Modeling Chondrule Dust Rim Growth with Ellipsoidal MonomersOPEN ACCESS 

C. Xiang, A. Carballido, L. S. Matthews, and T. W. Hyde

The Astrophysical Journal, Volume 950, Number 1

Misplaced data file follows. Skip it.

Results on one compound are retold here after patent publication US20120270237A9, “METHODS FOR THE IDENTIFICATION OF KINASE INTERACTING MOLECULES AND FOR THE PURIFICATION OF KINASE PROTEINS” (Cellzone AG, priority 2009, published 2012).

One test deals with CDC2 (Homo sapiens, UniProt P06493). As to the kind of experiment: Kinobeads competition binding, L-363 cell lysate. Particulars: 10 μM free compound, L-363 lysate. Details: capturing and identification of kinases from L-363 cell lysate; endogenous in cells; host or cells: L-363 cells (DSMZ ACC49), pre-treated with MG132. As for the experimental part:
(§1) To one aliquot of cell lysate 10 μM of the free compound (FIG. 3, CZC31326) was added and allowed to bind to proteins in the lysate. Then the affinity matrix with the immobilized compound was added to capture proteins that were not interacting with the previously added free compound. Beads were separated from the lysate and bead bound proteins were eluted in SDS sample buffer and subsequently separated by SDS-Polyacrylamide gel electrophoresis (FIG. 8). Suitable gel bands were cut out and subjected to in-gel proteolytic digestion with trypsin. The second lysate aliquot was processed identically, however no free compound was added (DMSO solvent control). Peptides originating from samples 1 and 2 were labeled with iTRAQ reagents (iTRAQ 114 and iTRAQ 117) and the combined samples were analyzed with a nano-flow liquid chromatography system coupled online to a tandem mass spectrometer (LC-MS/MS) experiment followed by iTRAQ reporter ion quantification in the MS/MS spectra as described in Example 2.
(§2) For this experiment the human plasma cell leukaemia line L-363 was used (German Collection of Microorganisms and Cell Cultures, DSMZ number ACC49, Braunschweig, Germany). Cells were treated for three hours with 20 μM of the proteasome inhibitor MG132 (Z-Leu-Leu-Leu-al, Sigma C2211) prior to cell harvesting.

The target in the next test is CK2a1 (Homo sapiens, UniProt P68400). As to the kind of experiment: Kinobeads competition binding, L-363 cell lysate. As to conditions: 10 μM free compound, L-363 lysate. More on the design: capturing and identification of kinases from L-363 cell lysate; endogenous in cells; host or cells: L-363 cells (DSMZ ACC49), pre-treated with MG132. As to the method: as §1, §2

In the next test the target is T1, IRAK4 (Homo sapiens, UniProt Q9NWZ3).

“Fine-grained dust rims (FGRs) surrounding chondrules in carbonaceous chondrites encode important information about early processes in the solar nebula. Here, we investigate the effect of the nebular environment on FGR porosity, dust size distribution, and grain alignment, comparing the results for rims comprised of ellipsoidal and spherical grains. We conduct numerical simulations in which FGRs grow by collisions between dust particles and chondrules in both neutral and ionized turbulent gas. The resultant rim morphology is related to the ratio epsilon of the electrostatic potential energy at the collision point to the relative kinetic energy between colliding particles. In general, large epsilon leads to a large rim porosity, large rim grain size, and low growth rate. Dust rims comprised of ellipsoidal monomers initially grow faster in thickness than rims comprised of spherical monomers, due to their higher porosity. As the rims grow and obtain a greater electrostatic potential, repulsion becomes dominant, and this effect is reversed. Grain size coarsening toward the outer regions of the rims is observed for low- and high-epsilon regimes, and is more pronounced in the ellipsoidal case, while for the medium-epsilon regime, small monomers tend to be captured in the middle of the rims. In neutral environments, ellipsoidal grains have random orientations within the rim, while in charged environments ellipsoidal grains tend to align with maximum axial alignment for epsilon = 0.15. The characterization of these FGR features provides a means to relate laboratory measurements of chondrite samples to the formation environment of the parent bodies.”